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City of GodsReligious Freedom, Immigration, and Pluralism in Flushing, Queens$
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R. Scott Hanson

Print publication date: 2016

Print ISBN-13: 9780823271597

Published to Fordham Scholarship Online: January 2017

DOI: 10.5422/fordham/9780823271597.001.0001

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Heralding the “World of Tomorrow”

Heralding the “World of Tomorrow”

Religion and Community in Flushing, 1898–1965

(p.64) 2 Heralding the “World of Tomorrow”
City of Gods

R. Scott Hanson

Fordham University Press

Chapter Two explores the growth of Flushing in the early-mid twentieth century, the development of a community ideology of religious freedom and toleration that was born in the years around World War II and matured during the Cold War and Civil Rights movement while being fed by an emerging Judeo-Christian national identity and ecumenical spirit between Protestants, Catholics, and Jews on display at the World’s Fairs of 1939–40 and 1964–65. It also traces a story of great change, struggle, and fault lines that expose deeper and growing tensions of pluralism in the community: Flushing’s connection in 1928 to the New York subway system and the consequent population and real estate growth that transformed the small town and village; Jewish intrusion and eventual inclusion into a Christian world; city planning, zoning, and racism in downtown Flushing; and issues of religious and racial exclusion at the two World’s Fairs.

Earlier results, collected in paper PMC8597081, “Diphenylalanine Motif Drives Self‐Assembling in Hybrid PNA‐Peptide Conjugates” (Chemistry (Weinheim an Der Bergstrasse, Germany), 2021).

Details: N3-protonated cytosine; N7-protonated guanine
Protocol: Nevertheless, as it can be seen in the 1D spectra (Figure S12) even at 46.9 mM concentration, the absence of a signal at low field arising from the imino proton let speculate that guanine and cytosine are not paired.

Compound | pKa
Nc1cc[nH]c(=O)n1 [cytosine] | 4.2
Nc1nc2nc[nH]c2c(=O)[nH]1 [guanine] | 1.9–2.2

Keywords:   Civil Rights, Cold War, community ideology, Judaism, Judeo Christian, World’s Fairs, World War II

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